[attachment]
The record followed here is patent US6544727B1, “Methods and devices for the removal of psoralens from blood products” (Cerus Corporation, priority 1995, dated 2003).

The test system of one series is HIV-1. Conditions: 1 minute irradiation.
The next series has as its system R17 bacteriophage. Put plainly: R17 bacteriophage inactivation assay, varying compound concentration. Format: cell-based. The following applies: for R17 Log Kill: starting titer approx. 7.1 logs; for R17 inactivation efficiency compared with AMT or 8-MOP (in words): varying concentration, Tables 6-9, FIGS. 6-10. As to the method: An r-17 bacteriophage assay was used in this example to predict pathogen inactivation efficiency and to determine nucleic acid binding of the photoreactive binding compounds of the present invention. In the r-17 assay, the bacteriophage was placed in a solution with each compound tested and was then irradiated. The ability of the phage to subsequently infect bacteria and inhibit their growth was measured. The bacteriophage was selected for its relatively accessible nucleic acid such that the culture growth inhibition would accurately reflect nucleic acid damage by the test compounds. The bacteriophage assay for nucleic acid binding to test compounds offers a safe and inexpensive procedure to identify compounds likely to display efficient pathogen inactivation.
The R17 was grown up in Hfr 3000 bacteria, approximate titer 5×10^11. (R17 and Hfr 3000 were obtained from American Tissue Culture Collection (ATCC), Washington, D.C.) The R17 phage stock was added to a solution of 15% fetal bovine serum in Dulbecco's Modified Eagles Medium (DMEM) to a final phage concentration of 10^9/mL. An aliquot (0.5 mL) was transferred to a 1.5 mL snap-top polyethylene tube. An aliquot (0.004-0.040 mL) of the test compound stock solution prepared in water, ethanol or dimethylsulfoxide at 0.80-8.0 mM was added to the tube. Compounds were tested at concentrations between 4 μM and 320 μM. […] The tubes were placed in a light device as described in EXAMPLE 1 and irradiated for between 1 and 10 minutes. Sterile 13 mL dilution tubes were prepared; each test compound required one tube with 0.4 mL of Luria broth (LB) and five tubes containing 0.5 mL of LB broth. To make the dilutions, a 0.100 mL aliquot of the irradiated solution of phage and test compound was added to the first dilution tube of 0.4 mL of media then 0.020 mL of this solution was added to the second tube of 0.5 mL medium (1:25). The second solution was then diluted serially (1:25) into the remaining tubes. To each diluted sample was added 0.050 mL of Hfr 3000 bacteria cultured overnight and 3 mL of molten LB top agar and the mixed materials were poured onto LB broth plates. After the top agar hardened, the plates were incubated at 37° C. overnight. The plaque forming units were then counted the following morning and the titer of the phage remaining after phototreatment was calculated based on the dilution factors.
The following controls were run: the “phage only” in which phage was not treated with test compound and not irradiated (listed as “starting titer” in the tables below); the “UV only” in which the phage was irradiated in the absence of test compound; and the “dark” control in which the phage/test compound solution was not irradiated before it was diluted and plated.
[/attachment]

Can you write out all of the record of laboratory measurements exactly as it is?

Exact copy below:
The record followed here is patent US6544727B1, “Methods and devices for the removal of psoralens from blood products” (Cerus Corporation, priority 1995, dated 2003).

The test system of one series is HIV-1. Conditions: 1 minute irradiation.
The next series has as its system R17 bacteriophage. Put plainly: R17 bacteriophage inactivation assay, varying compound concentration. Format: cell-based. The following applies: for R17 Log Kill: starting titer approx. 7.1 logs; for R17 inactivation efficiency compared with AMT or 8-MOP (in words): varying concentration, Tables 6-9, FIGS. 6-10. As to the method: An r-17 bacteriophage assay was used in this example to predict pathogen inactivation efficiency and to determine nucleic acid binding of the photoreactive binding compounds of the present invention. In the r-17 assay, the bacteriophage was placed in a solution with each compound tested and was then irradiated. The ability of the phage to subsequently infect bacteria and inhibit their growth was measured. The bacteriophage was selected for its relatively accessible nucleic acid such that the culture growth inhibition would accurately reflect nucleic acid damage by the test compounds. The bacteriophage assay for nucleic acid binding to test compounds offers a safe and inexpensive procedure to identify compounds likely to display efficient pathogen inactivation.
The R17 was grown up in Hfr 3000 bacteria, approximate titer 5×10^11. (R17 and Hfr 3000 were obtained from American Tissue Culture Collection (ATCC), Washington, D.C.) The R17 phage stock was added to a solution of 15% fetal bovine serum in Dulbecco's Modified Eagles Medium (DMEM) to a final phage concentration of 10^9/mL. An aliquot (0.5 mL) was transferred to a 1.5 mL snap-top polyethylene tube. An aliquot (0.004-0.040 mL) of the test compound stock solution prepared in water, ethanol or dimethylsulfoxide at 0.80-8.0 mM was added to the tube. Compounds were tested at concentrations between 4 μM and 320 μM. […] The tubes were placed in a light device as described in EXAMPLE 1 and irradiated for between 1 and 10 minutes. Sterile 13 mL dilution tubes were prepared; each test compound required one tube with 0.4 mL of Luria broth (LB) and five tubes containing 0.5 mL of LB broth. To make the dilutions, a 0.100 mL aliquot of the irradiated solution of phage and test compound was added to the first dilution tube of 0.4 mL of media then 0.020 mL of this solution was added to the second tube of 0.5 mL medium (1:25). The second solution was then diluted serially (1:25) into the remaining tubes. To each diluted sample was added 0.050 mL of Hfr 3000 bacteria cultured overnight and 3 mL of molten LB top agar and the mixed materials were poured onto LB broth plates. After the top agar hardened, the plates were incubated at 37° C. overnight. The plaque forming units were then counted the following morning and the titer of the phage remaining after phototreatment was calculated based on the dilution factors.
The following controls were run: the “phage only” in which phage was not treated with test compound and not irradiated (listed as “starting titer” in the tables below); the “UV only” in which the phage was irradiated in the absence of test compound; and the “dark” control in which the phage/test compound solution was not irradiated before it was diluted and plated.